An island nation with a population of over 120 million, Japan has been a modern leader in diamond consumption. In the early 2000s, in fact, Japan accounted for 20% of global diamond demand. This is a remarkable number, considering that the traditional diamond engagement ring was never a historical part of Japanese culture. The Western concept of the diamond as a symbol of marriage was only even introduced to the country in the late 1950s with a marketing campaign by DeBeers.
In the years since, economic fluctuations, changing social norms, and shifts in spending habits have all impacted the Japanese diamond market. What are some of the trends and challenges facing the jewelry and diamond industries in Japan as we embark on a new decade? Let’s take a look:
The aesthetic of luxury
According to the CEO of Harry Winston, whose brand just opened its ninth Japanese boutique in Tokyo, “Japan is one of the largest luxury markets in the world.” Japanese tastes in jewelry typically reflect a unique blend of traditional handcrafting and innovative design trends.
And when it comes to diamonds, the key is very high quality, outstanding levels of precision and visual beauty. At Sarine, we’ve seen a strong preference for VVS diamonds of average 0.3 points. The Japanese consumer will choose smaller diamonds that reflect true luxury and quality over larger, bling-y diamonds – every time.
Adopting diamond technology
Japanese consumers have always been tech savvy and tend to be early adopters of technology. This is true in the diamond industry as well. Consumer demand for increased trust, transparency and a more convenient, tech-based approach to the diamond buying process is reflected in the fast penetration of Sarine’s digital diamond traceability reports into the Japanese market.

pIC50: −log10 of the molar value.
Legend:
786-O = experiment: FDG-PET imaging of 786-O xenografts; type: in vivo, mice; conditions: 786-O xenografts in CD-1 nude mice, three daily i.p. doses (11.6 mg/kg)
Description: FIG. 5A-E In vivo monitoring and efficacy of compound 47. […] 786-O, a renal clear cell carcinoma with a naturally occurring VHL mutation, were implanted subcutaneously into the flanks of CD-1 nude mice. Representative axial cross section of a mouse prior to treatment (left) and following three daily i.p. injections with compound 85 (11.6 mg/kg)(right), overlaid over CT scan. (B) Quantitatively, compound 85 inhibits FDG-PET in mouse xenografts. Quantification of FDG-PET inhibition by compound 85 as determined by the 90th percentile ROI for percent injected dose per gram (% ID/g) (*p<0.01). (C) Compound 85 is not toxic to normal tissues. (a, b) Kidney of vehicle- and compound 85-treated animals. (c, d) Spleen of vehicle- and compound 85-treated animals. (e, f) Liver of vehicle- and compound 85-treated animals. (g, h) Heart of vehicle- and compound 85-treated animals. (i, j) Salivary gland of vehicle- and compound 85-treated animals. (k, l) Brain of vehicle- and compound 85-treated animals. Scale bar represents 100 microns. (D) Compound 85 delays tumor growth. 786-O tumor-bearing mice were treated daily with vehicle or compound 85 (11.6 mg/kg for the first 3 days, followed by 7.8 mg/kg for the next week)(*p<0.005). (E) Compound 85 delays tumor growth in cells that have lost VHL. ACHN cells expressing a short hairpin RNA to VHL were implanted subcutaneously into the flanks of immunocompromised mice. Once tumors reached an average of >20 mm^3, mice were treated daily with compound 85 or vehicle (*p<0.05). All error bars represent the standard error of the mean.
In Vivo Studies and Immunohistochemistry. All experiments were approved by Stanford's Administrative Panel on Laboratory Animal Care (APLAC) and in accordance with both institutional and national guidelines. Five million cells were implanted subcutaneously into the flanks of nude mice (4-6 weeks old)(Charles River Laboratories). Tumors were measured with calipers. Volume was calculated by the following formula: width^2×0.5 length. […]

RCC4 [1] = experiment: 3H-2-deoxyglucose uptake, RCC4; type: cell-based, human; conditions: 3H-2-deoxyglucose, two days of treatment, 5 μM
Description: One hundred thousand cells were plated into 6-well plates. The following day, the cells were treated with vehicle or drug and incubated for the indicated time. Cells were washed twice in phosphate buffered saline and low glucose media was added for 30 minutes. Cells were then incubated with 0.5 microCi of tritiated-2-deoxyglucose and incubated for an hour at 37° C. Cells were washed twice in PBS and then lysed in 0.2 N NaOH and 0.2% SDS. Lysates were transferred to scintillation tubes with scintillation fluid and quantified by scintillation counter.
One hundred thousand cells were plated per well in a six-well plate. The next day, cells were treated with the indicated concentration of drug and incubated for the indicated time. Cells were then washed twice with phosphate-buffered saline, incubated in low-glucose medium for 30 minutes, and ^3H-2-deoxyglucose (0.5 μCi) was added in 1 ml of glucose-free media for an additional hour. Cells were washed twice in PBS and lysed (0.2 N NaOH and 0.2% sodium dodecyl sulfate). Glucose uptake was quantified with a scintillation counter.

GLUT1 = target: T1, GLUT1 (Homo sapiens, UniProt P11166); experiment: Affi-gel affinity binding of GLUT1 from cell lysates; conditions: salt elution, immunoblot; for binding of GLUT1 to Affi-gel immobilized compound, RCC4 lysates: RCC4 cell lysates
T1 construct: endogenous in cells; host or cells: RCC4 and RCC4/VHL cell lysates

But this is not the first time that diamond tech has been enthusiastically embraced in Japan. The leading Japanese bridal jewelry brand New Art (Exelco) was the first company to adopt Sarine’s advanced diamond technologies to enhance the retail experience for diamond consumers, with Light performance grading reports in 2013, and Diamond Journey™ rough-to-polished reports in 2019.
Economic measures to overcome slowed spending
In October 2019, the Japanese government increased the sales tax from 8% to 10%, the first tax hike in five years. In the month of September, before the increase, there was a rush on household spending, followed by a decline after the new tax rate went into effect. In anticipation of an expected spending slowdown, the government instituted various measures to help offset the damage. This included a 5% rebate on electronic purchases made at smaller retailers, which was also intended to promote a cashless society, by driving more digital-based transactions throughout the country.
With retail spending down around 10%, the government introduced a massive stimulus package in late 2019, worth around 26 trillion yen, or $240 billion, in an attempt to boost the lagging economy. In the face of these measures, the Central Bank of Japan is optimistic, raising its growth forecast for a positive outlook as we move into 2020. This bodes well for the diamond and jewelry retail markets in Japan.